The 7 Most Expensive Words in Healthcare

May 8, 2015 Austin Wiggins

“If you keep on doing what you’ve always done, you’ll keep on getting what you’ve always got.”
~W.L. Bateman

It is no secret that healthcare has changed. It has been 5 years since the Affordable Care Act, or ACA, went into effect, moving care to a model for providing quality healthcare within 3 dimensions known as the Triple Aim. According to the Institute for Healthcare Improvement who developed the improvement framework, the pillars of the Triple Aim are as follows:

  • Improving the patient experience of care (including quality and satisfaction);
  • Improving the health of populations; and
  • Reducing the per capita cost of health care.

Following these new initiatives, providers are wise to improve population health and patient experience while reducing costs, but it is not enough to continue to deliver the same care within the new framework– health systems must change the way they provide care.

“Insanity: doing the same thing over and over again and expecting different results.” ~Albert Einstein

Al Vega, CEO of SPH Analytics, states, “One of the most common things we keep hearing from healthcare executives throughout the country is that the dramatic changes occurring in our industry require new approaches as traditional methods just won’t work.” Mr. Vega goes on to say, “One of my colleagues put it best when he said, ‘Do you know the seven most expensive words in healthcare? We have always done it that way.’ And he’s right.”

Providers who continue to deliver care the same way, using the same tools and methods, are destined to produce the same results. While these results may continue to produce revenue, without attention to improving patient experience and improving the health of patient populations, revenue growth under the ACA is likely to become stagnant at best. As the ACA has ushered in high-deductible insurance plans for many patients, resulting in increased out-of-pocket spending, these patients have become true consumers in the healthcare marketplace.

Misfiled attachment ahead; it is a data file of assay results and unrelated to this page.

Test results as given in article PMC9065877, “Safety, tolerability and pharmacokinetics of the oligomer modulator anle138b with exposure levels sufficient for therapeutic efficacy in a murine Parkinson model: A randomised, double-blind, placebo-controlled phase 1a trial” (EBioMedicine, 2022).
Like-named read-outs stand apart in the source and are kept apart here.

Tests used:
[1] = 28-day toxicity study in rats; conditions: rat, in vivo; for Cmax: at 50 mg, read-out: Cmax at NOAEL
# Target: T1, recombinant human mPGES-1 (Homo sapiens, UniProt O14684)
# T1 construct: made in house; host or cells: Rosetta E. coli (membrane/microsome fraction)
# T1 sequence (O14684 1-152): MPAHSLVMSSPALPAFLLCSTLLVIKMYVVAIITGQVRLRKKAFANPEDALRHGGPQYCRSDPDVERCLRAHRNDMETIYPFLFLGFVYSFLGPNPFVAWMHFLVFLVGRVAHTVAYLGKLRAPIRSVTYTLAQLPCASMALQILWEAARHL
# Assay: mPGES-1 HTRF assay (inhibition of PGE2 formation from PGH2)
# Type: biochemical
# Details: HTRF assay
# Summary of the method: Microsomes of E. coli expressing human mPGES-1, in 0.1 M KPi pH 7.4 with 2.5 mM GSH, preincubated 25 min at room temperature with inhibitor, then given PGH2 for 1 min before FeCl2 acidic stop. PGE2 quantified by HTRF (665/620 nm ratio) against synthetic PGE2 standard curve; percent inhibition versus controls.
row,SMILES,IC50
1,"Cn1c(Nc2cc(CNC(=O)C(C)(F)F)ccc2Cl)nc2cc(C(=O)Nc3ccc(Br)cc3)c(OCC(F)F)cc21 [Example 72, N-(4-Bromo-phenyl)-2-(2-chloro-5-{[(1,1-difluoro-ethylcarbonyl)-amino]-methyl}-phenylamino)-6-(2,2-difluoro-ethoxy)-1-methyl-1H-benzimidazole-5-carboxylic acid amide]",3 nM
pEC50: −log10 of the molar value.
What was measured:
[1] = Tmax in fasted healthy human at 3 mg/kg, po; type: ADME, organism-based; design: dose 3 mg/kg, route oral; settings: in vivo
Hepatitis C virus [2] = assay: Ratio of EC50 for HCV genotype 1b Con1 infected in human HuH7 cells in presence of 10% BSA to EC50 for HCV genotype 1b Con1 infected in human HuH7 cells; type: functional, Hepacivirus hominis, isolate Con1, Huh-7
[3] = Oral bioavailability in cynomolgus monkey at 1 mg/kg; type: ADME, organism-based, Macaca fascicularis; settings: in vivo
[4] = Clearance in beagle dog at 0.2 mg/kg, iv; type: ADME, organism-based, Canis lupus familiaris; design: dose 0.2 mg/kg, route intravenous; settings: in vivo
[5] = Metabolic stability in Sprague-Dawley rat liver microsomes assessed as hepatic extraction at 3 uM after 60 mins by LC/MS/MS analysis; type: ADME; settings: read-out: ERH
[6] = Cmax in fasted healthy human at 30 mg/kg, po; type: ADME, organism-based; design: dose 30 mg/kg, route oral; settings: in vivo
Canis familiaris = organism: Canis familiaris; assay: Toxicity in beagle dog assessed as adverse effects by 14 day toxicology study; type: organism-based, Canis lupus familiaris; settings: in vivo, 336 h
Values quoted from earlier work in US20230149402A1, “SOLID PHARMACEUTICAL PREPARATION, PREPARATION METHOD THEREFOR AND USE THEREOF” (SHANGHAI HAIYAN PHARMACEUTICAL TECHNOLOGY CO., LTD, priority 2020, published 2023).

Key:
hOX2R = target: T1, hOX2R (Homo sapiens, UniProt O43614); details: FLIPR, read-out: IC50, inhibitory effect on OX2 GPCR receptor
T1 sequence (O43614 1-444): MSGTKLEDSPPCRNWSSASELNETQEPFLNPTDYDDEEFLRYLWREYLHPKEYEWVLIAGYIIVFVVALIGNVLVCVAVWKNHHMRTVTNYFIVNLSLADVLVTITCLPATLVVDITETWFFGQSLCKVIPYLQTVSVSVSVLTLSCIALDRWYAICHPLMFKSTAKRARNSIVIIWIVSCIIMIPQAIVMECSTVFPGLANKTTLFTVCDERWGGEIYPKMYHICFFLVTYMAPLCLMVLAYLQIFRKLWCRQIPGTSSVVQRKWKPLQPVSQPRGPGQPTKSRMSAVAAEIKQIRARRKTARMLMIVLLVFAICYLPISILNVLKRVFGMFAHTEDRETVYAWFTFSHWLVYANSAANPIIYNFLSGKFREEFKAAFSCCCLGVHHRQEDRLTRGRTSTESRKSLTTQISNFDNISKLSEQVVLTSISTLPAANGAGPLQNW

Like other marketplaces, patients-as-consumers are going online to educate themselves and compare their options when it comes to their care. A recent PNC Healthcare article succinctly states that “[t]he rules of evolution dictate that those insurers and health care providers that survive or thrive will be those that adapt sooner than later to the preferences of this fast-paced, technology-driven generation”. The survey of over 5,000 healthcare consumers reported that millennials, adults aged 21 to 32, are likely to rely on word-of-mouth marketing and request upfront estimates when making care decisions. People who are now paying higher out-of-pocket costs to meet high-deductibles are going online find out how they can maximize their spending without sacrificing quality.

Clearly cost and quality of care are at the forefront of your patient’s mind, aligning them with Triple Aim goals. “We have always done it this way” is no longer a valid reason for continuing to provide the same fee-for-service care. SPH is delving into subjects that emphasize disruptive healthcare, that is, changing the way service is provided. Follow our Twitter feed and LinkedIn profile and join us for our informational webinars which will show you how our action analytics can help you change what you have always done to transform healthcare for success.

Register for a population health and patient/member experience webinar to learn strategies to help you provide better care that saves your bottom line and protects your reputation.

Previous Article
The Myers Group and Symphony Performance Health Join Forces
The Myers Group and Symphony Performance Health Join Forces

The Myers Group is excited to announce that we are joining forces with Symphony Performance Health to becom...

Next Article
Why Orchestrated Healthcare Data Matters
Why Orchestrated Healthcare Data Matters

The Importance of Interoperability Patient history. Hospital discharge orders. Insurance records. The ways ...

×

Company Name
First Name
Last Name
Thank you!
Error - something went wrong!